Bengaluru: There is no denying that rapid development has taken its toll on the Garden City of India. Though climate change has affected us all, most of us do nothing but complain about it, but not Kapil Sharma and Durgesh Agrahari. The two Bengalureans, working in the corporate sector, were saddened by the state of affairs and decided to come together to make the Garden City green again.
They founded a volunteer group in 2007 called Say Trees with a handful of nature lovers from the city and started planting saplings in different zones of the city. The small group went on to become a full-fledged NGO in the summer of 2013 to 10,000 volunteers now.
Say Trees has planted over 70,000 saplings so far in the state and also some remote areas of Andhra Pradesh. They have planted 17,306 saplings in the city. “We saw the need to do something about the climate change. I remember I took a bike ride to the Western Ghats and when I spoke to the farmers, they said that rainfall in the monsoons had reduced from 45 days to a mere 10 days.
Climate change is talked about a lot, but we see the real change on the ground and instead of being just an armchair, we really wanted to be proactive,” remarked Durgesh. The organisation works with the BBMP, the Forest Department, the Army and other government agencies to achieve maximum effect and have as many hands as possible, he said.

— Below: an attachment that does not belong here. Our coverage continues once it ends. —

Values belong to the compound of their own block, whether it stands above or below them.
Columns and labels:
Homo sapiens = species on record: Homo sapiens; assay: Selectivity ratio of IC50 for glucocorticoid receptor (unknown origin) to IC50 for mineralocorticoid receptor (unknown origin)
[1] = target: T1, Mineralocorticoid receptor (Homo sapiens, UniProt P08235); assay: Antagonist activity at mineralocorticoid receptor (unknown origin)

The organisation recently planted 12,000 mango saplings in Anantapur district of Andhra Pradesh and hopes to repeat it in Karnataka. “We worked with about 42 farmers and we planted mango saplings in their fields so that they can have an additional income apart from their usual earnings. We hope to do more of this,” Durgesh said.
They have also created six mini-forests in the city, five of which were converted to green cover from dump yards. “You can see the forests in Yeshwanthpur, Kalyan Nagar and Ejipura. They were used as garbage dumps before, and now they contribute to the greenery of the city. We are working towards converting 500 acres of land altogether in the city in the near future.”
Apart from planting saplings, they also keep an eye on the plants. “Maintenance is very crucial. We cannot just plant saplings and turn away. We water them, remove unwanted grass and weeds, we do the tilling and organise plantation and maintenance drives every Saturday.” Planting of saplings starts in June and continues till September, when rains hit the city....